Award for Harleston town clerk
A south Norfolk town clerk said she hoped to have restored residents' faith in local government after winning a prestigious national award. Harleston Town Council clerk Margot Harbour spoke of her shock after scooping the clerk of the year prize at the National Association of Local Councils (NALC) awards.
A south Norfolk town clerk said she hoped to have restored residents' faith in local government after winning a prestigious national award.
Harleston Town Council clerk Margot Harbour spoke of her shock after scooping the clerk of the year prize at the National Association of Local Councils (NALC) awards.
The top prize in the Local Council Awards 2010 comes after the clerk helped turn around the fortunes of the town council after the local authority almost went bankrupt two years ago after spending all of its reserves.
Mrs Harbour, who became clerk after council tax bills in Harleston and Redenhall went up more than 200pc last year, said she hoped the national award would restore faith in the town council.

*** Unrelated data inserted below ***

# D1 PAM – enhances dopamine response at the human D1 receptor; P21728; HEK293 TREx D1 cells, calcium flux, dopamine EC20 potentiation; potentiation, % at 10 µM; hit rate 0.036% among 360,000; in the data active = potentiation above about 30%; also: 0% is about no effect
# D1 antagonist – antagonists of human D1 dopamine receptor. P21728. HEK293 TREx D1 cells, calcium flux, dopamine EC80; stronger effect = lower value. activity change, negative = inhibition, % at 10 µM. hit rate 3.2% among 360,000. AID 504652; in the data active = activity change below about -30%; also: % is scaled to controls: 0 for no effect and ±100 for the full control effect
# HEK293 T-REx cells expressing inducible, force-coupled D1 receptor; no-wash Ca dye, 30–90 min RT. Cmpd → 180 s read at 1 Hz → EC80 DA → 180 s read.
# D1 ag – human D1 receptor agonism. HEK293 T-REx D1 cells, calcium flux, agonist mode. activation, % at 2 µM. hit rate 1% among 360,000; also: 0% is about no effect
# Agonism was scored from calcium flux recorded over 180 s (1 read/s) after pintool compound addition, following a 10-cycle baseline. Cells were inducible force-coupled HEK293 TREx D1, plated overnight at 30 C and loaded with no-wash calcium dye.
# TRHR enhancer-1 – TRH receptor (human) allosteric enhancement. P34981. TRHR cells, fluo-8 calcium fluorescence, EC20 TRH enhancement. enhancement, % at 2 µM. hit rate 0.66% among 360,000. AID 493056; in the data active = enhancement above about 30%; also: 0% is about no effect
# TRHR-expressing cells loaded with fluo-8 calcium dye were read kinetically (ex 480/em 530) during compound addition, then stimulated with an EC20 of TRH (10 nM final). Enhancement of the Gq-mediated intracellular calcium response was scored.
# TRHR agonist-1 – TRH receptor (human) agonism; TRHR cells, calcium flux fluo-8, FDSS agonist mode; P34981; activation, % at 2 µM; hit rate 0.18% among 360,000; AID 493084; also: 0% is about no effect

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The prize comes only a year after the 43-year-old took on the part-time vacancy after being project officer for Harleston Development Partnership and Harleston Information Plus.
'I must admit I was shocked and I thought they were reading out the wrong category. It will be really good for the town and the council and the town can have faith in the council.'
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'I think it [the 200pc precept rise] did have an affect on the council to a certain extent. I took over at a time when things were bad and the bonus was there was only one way to go. It is a partnership and the councillors have worked hard with me this year to turn things around,' she said.
Mrs Harbour was presented with her trophy at a ceremony at One George Street, in London, on Thursday.
Jeremy Savage, the new chairman of South Norfolk Council, added: 'Congratulations to Margot on this fantastic achievement. The town and the whole of South Norfolk can be justly proud of her, after what has been a challenging year. She has been instrumental in bringing the community of Redenhall with Harleston together and helping to make it a fine place to live, work and visit.'